Saturday, August 27, 2011

When's an offer not an offer?

An offer is not a simple statement of fact in the form of a bare statement of material conditionality. An offer is by definition (normal standard English usage) this, I am willing and able to give you this, if you are willing to receive it.
In the case of an offer of something, one is not just making a bare statement of fact in the form of a simple statement of material conditionality. For in that case, the veracity of the statement of fact is not being called into question at all, which misses the point entirely. What is being called into question is the veracity of the offer of the thing, not the fact of the thing.

Several problems:

i) Ponter is committing a classic semantic fallacy: the word-concept fallacy.

Even if (arguendo), the concept of an offer incorporates sincerity or veracity, that doesn’t figure in the meaning of the word itself.

ii) In addition, to stipulate that an offer must be sincere or true to be a genuine offer begs the question. That’s not something which Ponter is entitled to posit at the outset. For that’s the very issue in dispute.

iii) Ponter’s stipulation apparently includes a tacit proviso: God would never make a false or insincere offer: therefore, a genuine offer is, by definition, sincere or true.

But even if that’s a correct statement regarding the nature of a divine offer, that is not the nature of an offer, per se. So Ponter can’t extract that additional caveat from the concept of an offer qua offer. 

iv) Must an offer be a sincere offer to be a genuine offer?

Let’s distinguish between a “sincere” or “well-meant” offer and a true offer. Take a dilemma. Suppose I’m a high school football coach. One of my players comes to me, telling me he saw the halfback take a laptop from the locker of the running back, and put it in his own locker.

Suppose I confront the halfback. I tell him that if he lets me search his locker, and I don’t find the laptop, then he’s in the clear–but if I do find the laptop, then he’s off the team.

If he’s innocent, then he has nothing to lose by letting me search his locker. But if he’s guilty, then he’s in a bind. If he let’s me search his locker, then that will confirm his guilt. But if he refuses, then I know he has something to hide.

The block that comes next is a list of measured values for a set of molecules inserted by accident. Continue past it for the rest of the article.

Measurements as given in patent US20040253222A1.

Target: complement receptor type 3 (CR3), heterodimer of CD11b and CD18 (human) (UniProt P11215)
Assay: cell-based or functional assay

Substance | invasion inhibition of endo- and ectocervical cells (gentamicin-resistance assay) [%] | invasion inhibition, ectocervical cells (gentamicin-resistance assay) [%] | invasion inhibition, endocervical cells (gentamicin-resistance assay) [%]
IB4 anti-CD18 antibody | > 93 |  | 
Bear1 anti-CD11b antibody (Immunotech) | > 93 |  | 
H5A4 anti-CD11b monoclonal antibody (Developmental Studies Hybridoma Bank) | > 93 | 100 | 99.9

I make the offer knowing that if he’s guilty, he will probably refuse the offer. And I’ll infer his guilt from his refusal.

It’s a no-win situation for a guilty player, but that’s the point. If he lets me search his locker, and I don’t find the laptop, then he’s exonerated.  If he refuses, then his refusal is the evasive behavior of a guilty man.

Whatever choice he makes will succeed in establishing his guilt or innocent.

My offer is a true offer. If he’s innocent, he will be vindicated. If he’s innocent, then he’s motivated to take me up on the offer and clear his name.

Yet there’s another sense in which my offer is insincere or ill-meant inasmuch as I know that if he’s culpable, he won’t cooperate. He will spurn the offer. Indeed, I’m banking on that quandary as a pressure tactic to smoke him out.

The same offer functions as an incentive to the innocent, but a disincentive to the guilty.

Is an insincere, but true offer, not a genuine offer? If not, why not?

v) Must an offer be true to be genuine?

Suppose a store offers a product on sale to lure customers in. Suppose the store has no intention of honoring the offer. The store made no effort to stock the sales item. That was just a deceptive come-on.

Isn’t that a fraudulent offer? Isn’t the store legally liable for false advertising? 

Here’s an offer that’s both false and insincere. If, however, we say that such an offer is not a genuine offer, then the store can’t be fined or sued for fraud. After all, if it never even made an offer (as Ponter defines it), then it can’t be guilty of making a fraudulent offer.

vi) Must an offer be true to be sincere or well-meant? Suppose I offer to sell a friend my classic Mustang. He pays me the amount.

When we go to the garage, I discover, to my surprise and consternation (not to mention my friend’s dismay), that the Mustang has been stolen. When I made the offer I was (unwittingly) in no position to make the offer. My offer was sincere, but inadvertently false. I was willing, but unable (unbeknownst to me) to make good on the terms of the offer.

vii) Here’s a divine offer:

10Again the Lord spoke to Ahaz, 11"Ask a sign of the Lord your God; let it be deep as Sheol or high as heaven." 12But Ahaz said, "I will not ask, and I will not put the Lord to the test.”(Isa 7:10-12)”

There are two parties to this offer: God and Ahaz. God is both  able and willing to do it. Indeed, God will make good on the offer–despite the intransigence of Ahaz.

By contrast, Ahaz is unwilling to take God up on the offer. What is more, God foreknew that Ahaz would refuse the offer.

So does Ponter think God is guilty of insincerity? Was this not a bona fide offer?

viii) It’s also unclear, on Ponter’s own definition, how the free offer of the gospel can be either universal or well meant. Since Ponter is not a universalist, he must believe that God knowingly makes the offer to many who are unwilling to receive the offer. But in that event, God never even made them the offer (as Ponter defines it).

So on Ponter’s own terms, the offer is either universal, but not uniformly sincere–or uniformly sincere, but not universal. 

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